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Exploring the properties of genetically engineered silk-elastin-like protein films

Journal Article


Abstract


  • Free standing films of a genetically engineered silk-elastin-like protein (SELP) were prepared using water and formic acid as solvents. Exposure to methanol-saturated air promoted the formation of aggregated β-strands rendering aqueous insolubility and improved the mechanical properties leading to a 10-fold increase in strain-to-failure. The films were optically clear with resistivity values similar to natural rubber and thermally stable up to 180 °C. Addition of glycerol showed to enhance the flexibility of SELP/glycerol films by interacting with SELP molecules through hydrogen bonding, interpenetrating between the polymer chains and granting more conformational freedom. This detailed characterization provides cues for future and unique applications using SELP based biopolymers.

UOW Authors


  •   Machado, Raul (external author)
  •   Da Costa, André (external author)
  •   Gomes da Silva Sencadas, Vitor
  •   Pereira, Ana (external author)
  •   Collins, Tony (external author)
  •   Rodríguez-Cabello, José C. (external author)
  •   Lanceros-Méndez, Senentxu (external author)
  •   Casal, Margarida (external author)

Publication Date


  • 2015

Citation


  • Machado, R., Da Costa, A., Sencadas, V., Pereira, A. Margarida., Collins, T., Rodríguez-Cabello, J. Carlos., Lanceros-Méndez, S. & Casal, M. (2015). Exploring the properties of genetically engineered silk-elastin-like protein films. Macromolecular Bioscience, 15 (12), 1698-1709.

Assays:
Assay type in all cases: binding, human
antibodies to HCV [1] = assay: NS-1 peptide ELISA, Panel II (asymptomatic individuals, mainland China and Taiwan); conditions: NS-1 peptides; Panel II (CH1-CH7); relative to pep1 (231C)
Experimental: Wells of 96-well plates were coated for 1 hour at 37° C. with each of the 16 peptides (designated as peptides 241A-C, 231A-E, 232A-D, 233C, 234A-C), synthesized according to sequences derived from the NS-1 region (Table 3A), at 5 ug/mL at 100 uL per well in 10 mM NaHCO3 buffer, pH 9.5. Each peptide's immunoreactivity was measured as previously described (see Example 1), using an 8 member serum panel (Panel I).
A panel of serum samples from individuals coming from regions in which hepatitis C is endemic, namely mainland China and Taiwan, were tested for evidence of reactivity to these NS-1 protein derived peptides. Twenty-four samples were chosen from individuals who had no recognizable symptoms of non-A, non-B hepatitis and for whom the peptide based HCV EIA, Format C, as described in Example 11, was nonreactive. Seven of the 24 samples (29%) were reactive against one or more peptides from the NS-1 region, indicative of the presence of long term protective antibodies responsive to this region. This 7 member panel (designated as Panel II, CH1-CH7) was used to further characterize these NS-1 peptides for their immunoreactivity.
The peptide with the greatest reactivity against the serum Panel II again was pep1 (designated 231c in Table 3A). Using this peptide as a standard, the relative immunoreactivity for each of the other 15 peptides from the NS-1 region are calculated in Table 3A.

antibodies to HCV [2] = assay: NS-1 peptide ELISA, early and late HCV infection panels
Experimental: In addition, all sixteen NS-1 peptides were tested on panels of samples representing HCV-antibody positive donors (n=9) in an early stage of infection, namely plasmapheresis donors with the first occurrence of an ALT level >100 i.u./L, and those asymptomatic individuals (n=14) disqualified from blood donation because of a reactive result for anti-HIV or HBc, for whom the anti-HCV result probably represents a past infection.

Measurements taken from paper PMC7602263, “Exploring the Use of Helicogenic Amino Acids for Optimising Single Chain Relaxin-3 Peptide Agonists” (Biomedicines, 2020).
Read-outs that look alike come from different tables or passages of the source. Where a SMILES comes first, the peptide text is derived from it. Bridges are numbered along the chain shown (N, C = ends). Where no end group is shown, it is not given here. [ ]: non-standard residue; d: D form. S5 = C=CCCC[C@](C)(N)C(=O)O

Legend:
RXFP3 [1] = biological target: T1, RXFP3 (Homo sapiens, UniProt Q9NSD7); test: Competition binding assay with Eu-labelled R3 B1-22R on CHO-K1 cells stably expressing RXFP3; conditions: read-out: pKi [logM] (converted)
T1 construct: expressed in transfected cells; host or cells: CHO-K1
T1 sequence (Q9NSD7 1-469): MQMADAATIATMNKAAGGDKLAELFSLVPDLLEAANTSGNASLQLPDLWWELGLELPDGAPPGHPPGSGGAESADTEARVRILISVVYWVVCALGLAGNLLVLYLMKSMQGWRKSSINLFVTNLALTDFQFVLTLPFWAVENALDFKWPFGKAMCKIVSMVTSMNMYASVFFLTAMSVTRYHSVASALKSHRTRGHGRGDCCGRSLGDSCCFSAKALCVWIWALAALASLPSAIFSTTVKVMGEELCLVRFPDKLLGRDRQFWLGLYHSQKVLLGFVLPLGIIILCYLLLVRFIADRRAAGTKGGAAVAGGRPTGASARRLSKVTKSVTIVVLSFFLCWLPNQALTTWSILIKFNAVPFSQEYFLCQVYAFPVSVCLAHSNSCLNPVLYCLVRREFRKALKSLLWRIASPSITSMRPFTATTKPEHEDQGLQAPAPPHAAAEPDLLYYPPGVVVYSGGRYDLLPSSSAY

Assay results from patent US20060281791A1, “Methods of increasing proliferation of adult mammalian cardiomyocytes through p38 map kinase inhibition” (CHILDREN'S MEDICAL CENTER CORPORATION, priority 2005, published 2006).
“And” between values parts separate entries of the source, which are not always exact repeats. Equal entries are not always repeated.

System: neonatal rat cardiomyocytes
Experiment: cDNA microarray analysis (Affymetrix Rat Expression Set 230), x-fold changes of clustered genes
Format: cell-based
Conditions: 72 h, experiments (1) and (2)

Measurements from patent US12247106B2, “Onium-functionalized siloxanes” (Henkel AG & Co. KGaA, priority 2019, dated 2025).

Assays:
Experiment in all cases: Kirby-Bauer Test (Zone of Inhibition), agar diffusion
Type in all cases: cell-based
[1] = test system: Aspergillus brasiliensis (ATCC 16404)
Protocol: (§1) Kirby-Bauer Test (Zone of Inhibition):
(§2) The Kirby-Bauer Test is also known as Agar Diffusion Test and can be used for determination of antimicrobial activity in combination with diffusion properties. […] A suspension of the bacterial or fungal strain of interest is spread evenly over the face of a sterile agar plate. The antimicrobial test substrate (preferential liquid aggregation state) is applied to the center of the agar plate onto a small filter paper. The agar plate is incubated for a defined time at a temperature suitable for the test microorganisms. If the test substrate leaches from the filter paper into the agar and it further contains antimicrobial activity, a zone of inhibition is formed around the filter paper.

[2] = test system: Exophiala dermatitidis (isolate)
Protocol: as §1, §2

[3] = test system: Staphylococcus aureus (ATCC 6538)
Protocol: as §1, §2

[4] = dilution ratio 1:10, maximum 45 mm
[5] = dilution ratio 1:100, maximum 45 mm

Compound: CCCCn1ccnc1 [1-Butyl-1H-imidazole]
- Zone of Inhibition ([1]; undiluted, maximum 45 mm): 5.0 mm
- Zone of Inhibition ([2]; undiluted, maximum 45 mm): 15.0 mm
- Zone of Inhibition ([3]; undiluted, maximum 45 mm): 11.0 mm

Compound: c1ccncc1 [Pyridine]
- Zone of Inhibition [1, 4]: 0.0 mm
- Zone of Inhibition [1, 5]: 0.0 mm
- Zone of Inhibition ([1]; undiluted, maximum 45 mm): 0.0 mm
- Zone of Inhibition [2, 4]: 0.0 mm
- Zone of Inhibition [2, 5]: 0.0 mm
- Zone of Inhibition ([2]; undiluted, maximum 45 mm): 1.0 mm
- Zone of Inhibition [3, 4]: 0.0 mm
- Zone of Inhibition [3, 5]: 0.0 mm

Scopus Eid


  • 2-s2.0-84954468665

Ro Metadata Url


  • http://ro.uow.edu.au/eispapers/5130

Number Of Pages


  • 11

Start Page


  • 1698

End Page


  • 1709

Volume


  • 15

Issue


  • 12

Abstract


  • Free standing films of a genetically engineered silk-elastin-like protein (SELP) were prepared using water and formic acid as solvents. Exposure to methanol-saturated air promoted the formation of aggregated β-strands rendering aqueous insolubility and improved the mechanical properties leading to a 10-fold increase in strain-to-failure. The films were optically clear with resistivity values similar to natural rubber and thermally stable up to 180 °C. Addition of glycerol showed to enhance the flexibility of SELP/glycerol films by interacting with SELP molecules through hydrogen bonding, interpenetrating between the polymer chains and granting more conformational freedom. This detailed characterization provides cues for future and unique applications using SELP based biopolymers.

UOW Authors


  •   Machado, Raul (external author)
  •   Da Costa, André (external author)
  •   Gomes da Silva Sencadas, Vitor
  •   Pereira, Ana (external author)
  •   Collins, Tony (external author)
  •   Rodríguez-Cabello, José C. (external author)
  •   Lanceros-Méndez, Senentxu (external author)
  •   Casal, Margarida (external author)

Publication Date


  • 2015

Citation


  • Machado, R., Da Costa, A., Sencadas, V., Pereira, A. Margarida., Collins, T., Rodríguez-Cabello, J. Carlos., Lanceros-Méndez, S. & Casal, M. (2015). Exploring the properties of genetically engineered silk-elastin-like protein films. Macromolecular Bioscience, 15 (12), 1698-1709.

Scopus Eid


  • 2-s2.0-84954468665

Ro Metadata Url


  • http://ro.uow.edu.au/eispapers/5130

Number Of Pages


  • 11

Start Page


  • 1698

End Page


  • 1709

Volume


  • 15

Issue


  • 12